Australia urged to address pensions gender gap

Retired Australian women typically have 23.1% less in their pension accounts than men, said the Association of Superannuation Funds of Australia.
By: | October 14, 2022

The Australian government has been urged to address the nation’s pensions gender gap in its upcoming federal budget. 

It needs to make swift reforms to an industry that currently leaves retired Australian women with typically 23.1% less in their pension accounts than men, according to the Association of Superannuation Funds of Australia (ASFA). 

Pension payments should be made to workers on paid parental leave following the birth or adoption of a child, it said, reports Bloomberg. ASFA also recommended a A$5,000 (US$3,109) bonus either in addition to the payments or as an alternative.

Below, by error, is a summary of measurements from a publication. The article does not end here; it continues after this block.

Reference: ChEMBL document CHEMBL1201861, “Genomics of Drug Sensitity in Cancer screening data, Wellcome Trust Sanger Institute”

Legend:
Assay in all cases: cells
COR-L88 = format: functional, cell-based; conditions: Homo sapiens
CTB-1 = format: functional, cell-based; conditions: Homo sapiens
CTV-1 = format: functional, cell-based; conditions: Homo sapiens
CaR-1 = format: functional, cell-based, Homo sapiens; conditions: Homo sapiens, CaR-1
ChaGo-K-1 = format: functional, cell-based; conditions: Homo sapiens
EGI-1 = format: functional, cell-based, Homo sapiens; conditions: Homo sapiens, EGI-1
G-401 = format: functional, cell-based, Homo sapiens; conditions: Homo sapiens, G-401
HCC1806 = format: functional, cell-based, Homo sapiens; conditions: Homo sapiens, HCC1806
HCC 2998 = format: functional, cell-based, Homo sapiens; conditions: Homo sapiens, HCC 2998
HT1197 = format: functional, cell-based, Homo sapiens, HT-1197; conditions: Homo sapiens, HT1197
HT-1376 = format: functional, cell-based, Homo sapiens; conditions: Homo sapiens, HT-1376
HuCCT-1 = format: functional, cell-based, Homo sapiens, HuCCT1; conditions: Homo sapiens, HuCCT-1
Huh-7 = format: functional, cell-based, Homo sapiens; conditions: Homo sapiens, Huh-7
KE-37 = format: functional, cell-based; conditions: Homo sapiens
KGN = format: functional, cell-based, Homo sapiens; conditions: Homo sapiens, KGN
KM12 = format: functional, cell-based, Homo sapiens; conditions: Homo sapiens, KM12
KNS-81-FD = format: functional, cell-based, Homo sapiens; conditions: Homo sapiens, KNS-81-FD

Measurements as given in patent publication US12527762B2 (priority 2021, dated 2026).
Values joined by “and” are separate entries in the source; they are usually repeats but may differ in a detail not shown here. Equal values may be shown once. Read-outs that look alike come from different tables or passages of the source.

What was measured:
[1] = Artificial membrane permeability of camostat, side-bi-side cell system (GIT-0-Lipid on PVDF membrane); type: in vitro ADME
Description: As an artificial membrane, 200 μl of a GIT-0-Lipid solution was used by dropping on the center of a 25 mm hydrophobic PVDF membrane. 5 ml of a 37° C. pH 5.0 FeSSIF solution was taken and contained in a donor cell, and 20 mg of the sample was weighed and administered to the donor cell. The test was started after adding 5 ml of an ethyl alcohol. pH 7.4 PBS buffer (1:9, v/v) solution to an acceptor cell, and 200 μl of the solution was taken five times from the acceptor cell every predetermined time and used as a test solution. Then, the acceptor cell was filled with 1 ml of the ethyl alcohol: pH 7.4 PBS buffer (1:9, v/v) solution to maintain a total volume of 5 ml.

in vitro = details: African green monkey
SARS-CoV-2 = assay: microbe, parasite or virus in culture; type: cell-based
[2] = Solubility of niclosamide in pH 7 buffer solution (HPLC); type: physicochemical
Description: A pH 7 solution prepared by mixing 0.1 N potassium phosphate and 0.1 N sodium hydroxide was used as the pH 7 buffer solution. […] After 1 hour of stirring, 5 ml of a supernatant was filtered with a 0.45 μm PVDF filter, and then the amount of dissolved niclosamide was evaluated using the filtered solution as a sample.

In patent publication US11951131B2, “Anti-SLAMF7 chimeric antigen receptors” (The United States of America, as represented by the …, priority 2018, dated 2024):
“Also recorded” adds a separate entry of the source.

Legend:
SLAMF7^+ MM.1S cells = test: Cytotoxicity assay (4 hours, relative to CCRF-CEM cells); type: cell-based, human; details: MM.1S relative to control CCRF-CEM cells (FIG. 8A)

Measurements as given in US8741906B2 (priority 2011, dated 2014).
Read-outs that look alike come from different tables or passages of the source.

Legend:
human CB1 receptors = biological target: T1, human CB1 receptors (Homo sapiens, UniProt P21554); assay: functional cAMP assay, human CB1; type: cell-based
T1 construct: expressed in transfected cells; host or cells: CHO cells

“Rising inflation, broken work patterns, COVID-19, and the early release of superannuation have all eroded the retirement savings of low-income earners and women in particular,” said Martin Fahy, ASFA’s Chief Executive Officer.

In Australia, pension payments are not mandatory for paid maternal or paternal leave, although a number of firms do pay employees who have taken time off to have children. Women are also more disadvantaged because they are more likely to take the leave than men, according to recent research from pension fund AustralianSuper Pty. 

READ: Hybrid work pattern takes hold in Australia

ASFA estimates that adding pension payments to parental leave would likely incur a net cost for the government of around A$200 million (US$124 million) a year, and additional annual costs for employers of around A$30 million (US$18.7 million).